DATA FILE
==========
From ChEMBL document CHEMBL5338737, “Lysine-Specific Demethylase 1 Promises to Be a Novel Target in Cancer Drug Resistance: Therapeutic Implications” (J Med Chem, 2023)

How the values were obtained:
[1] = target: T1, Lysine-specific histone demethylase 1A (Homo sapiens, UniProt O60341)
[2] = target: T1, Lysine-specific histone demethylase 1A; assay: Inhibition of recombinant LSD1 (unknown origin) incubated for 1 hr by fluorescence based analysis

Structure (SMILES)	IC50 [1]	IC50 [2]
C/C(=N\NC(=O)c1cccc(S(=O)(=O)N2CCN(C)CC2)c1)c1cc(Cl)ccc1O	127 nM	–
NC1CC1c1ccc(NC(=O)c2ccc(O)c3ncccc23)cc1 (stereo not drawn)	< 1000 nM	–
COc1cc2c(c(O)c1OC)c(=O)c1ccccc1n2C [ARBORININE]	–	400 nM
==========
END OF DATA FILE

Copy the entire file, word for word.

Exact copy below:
From ChEMBL document CHEMBL5338737, “Lysine-Specific Demethylase 1 Promises to Be a Novel Target in Cancer Drug Resistance: Therapeutic Implications” (J Med Chem, 2023)

How the values were obtained:
[1] = target: T1, Lysine-specific histone demethylase 1A (Homo sapiens, UniProt O60341)
[2] = target: T1, Lysine-specific histone demethylase 1A; assay: Inhibition of recombinant LSD1 (unknown origin) incubated for 1 hr by fluorescence based analysis

Structure (SMILES)	IC50 [1]	IC50 [2]
C/C(=N\NC(=O)c1cccc(S(=O)(=O)N2CCN(C)CC2)c1)c1cc(Cl)ccc1O	127 nM	–
NC1CC1c1ccc(NC(=O)c2ccc(O)c3ncccc23)cc1 (stereo not drawn)	< 1000 nM	–
COc1cc2c(c(O)c1OC)c(=O)c1ccccc1n2C [ARBORININE]	–	400 nM